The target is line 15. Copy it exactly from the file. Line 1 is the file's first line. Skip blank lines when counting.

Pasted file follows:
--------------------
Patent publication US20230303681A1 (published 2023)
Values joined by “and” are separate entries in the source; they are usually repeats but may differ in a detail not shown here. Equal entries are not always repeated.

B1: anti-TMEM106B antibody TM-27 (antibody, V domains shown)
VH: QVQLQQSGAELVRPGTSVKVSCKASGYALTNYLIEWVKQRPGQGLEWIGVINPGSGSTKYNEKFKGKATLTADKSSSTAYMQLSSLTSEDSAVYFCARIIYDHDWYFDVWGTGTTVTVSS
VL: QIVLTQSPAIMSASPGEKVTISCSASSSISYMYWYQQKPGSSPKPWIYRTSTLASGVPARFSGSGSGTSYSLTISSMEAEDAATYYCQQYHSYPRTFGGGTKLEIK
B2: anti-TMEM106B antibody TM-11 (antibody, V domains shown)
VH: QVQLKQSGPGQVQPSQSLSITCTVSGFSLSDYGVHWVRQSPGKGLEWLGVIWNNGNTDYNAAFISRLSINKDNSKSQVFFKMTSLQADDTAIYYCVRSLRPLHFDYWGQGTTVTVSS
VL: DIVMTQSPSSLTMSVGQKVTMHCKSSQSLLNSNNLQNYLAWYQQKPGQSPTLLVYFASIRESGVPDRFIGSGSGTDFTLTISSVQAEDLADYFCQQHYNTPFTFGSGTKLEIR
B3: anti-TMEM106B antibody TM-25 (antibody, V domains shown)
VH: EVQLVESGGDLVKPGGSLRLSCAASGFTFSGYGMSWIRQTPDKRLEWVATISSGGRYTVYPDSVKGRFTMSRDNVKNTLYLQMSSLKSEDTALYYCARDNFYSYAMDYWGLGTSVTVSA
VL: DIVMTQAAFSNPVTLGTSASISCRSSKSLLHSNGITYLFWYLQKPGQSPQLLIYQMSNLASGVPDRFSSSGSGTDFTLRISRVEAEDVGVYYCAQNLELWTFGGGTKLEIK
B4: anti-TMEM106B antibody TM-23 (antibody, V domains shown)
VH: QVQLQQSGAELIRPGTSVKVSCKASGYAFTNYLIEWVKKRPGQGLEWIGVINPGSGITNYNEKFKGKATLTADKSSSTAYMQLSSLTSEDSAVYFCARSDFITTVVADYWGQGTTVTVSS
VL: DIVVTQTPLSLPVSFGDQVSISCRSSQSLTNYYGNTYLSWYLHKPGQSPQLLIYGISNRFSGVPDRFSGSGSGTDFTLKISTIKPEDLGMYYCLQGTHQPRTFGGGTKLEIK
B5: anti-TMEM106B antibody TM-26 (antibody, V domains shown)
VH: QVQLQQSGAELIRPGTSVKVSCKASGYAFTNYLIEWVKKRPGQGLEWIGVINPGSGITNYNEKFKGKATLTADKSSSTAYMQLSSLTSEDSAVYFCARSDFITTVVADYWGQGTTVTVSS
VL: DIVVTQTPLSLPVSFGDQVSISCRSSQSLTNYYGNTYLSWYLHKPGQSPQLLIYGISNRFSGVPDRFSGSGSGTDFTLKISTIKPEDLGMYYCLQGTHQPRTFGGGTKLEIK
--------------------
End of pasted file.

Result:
B5: anti-TMEM106B antibody TM-26 (antibody, V domains shown)